Prospective Memory 

What is Prospective Memory?

Prospective memory refers to the ability to remember to perform planned actions or intentions in the future. Unlike retrospective memory, which involves remembering past events, prospective memory involves remembering to do something at a specific time or in a particular situation. It’s like setting mental reminders for tasks or events that need to be completed in the future.

Imagine you need to remember to pick up milk on your way home from work. Prospective memory allows you to remember this task and execute it at the appropriate time without being reminded by someone else. It’s crucial for tasks ranging from remembering appointments and deadlines to taking medication on time.

In neurological conditions and neurodegenerative disorders, prospective memory may be affected, leading to difficulties in remembering to perform planned actions. For example, individuals with Alzheimer’s disease may forget to take their medication at the prescribed time, while those with traumatic brain injury may struggle to remember appointments or tasks they’ve planned for the day.

Examples of Prospective Memory Impairments:

  • Forgetting to take medication at the scheduled time.
  • Missing appointments or meetings that you had planned to attend.
  • Forgetting to return phone calls or respond to emails in a timely manner.
  • Leaving home without essential items you intended to bring, such as keys or wallet.
  • Forgetting to turn off the stove after cooking or appliances after use.
  • Missing deadlines for assignments or work-related tasks.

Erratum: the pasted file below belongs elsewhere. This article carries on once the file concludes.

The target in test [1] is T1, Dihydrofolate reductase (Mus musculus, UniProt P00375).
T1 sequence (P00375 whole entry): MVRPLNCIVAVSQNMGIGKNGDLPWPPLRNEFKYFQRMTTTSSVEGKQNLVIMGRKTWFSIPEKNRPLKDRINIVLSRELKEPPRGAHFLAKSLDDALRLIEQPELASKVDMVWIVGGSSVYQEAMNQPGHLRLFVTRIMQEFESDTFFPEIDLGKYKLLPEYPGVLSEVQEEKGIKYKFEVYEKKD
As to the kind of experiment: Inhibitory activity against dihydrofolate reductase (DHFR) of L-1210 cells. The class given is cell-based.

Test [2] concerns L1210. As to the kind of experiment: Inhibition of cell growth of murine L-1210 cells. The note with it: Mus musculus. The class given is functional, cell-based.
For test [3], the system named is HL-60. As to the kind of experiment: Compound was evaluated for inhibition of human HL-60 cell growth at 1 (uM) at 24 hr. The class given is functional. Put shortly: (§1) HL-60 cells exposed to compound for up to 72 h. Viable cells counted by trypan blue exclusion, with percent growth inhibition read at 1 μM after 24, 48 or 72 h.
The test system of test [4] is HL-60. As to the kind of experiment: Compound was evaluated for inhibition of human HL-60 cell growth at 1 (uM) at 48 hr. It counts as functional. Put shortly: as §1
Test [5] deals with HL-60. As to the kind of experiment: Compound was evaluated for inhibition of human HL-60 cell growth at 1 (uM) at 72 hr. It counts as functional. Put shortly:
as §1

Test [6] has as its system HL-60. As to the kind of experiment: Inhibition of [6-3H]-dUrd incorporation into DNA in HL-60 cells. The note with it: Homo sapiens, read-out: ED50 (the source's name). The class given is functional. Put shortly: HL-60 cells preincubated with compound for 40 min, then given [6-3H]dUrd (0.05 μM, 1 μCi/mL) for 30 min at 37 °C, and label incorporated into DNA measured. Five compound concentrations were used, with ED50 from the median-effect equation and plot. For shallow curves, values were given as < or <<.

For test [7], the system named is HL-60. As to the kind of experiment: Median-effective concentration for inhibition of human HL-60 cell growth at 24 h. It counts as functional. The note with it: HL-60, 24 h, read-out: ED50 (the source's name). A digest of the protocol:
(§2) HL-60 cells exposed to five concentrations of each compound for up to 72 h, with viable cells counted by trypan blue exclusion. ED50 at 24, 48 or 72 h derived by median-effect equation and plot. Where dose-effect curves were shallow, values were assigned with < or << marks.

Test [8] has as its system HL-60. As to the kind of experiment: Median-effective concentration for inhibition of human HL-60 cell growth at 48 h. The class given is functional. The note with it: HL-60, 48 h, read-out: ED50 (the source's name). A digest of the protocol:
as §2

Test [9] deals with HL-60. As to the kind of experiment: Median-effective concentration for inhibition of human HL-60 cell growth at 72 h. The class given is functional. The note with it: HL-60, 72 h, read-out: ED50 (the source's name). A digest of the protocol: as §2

• Forgetting to attend scheduled events or social gatherings.
  • Neglecting to pay bills on time despite intending to do so.
  • Forgetting to follow through on promises or commitments made to others.
  • Missing public transportation or flights due to forgetting departure times.
  • Forgetting to water plants or feed pets on a regular schedule.
  • Neglecting to complete household chores or tasks you planned to do.
  • Forgetting to pick up items from the store that you intended to purchase.
  • Missing important milestones or anniversaries, such as birthdays or anniversaries.
  • Forgetting to set alarms or reminders for upcoming events or tasks.

Learn about other warning signs of dementia.

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Alzheimer's Disease or other Dementias


Mild Cognitive Impairment

Buffalo Occupational Therapy Offers a Variety of Services to Meet Your Memory Needs

Printable Resources

Browse our collection of memory training worksheets and resources for your personal use. All resources were created for clinical purposes and are made available to all through our occupational therapy resource store.

Browse Printable Resources

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If you are facing memory challenges or have recently been diagnosed with a neurological condition, we are here for you! If you are within our service area, click here to book an appointment. If you are outside of our services and our interested in a private pay consultation, click here.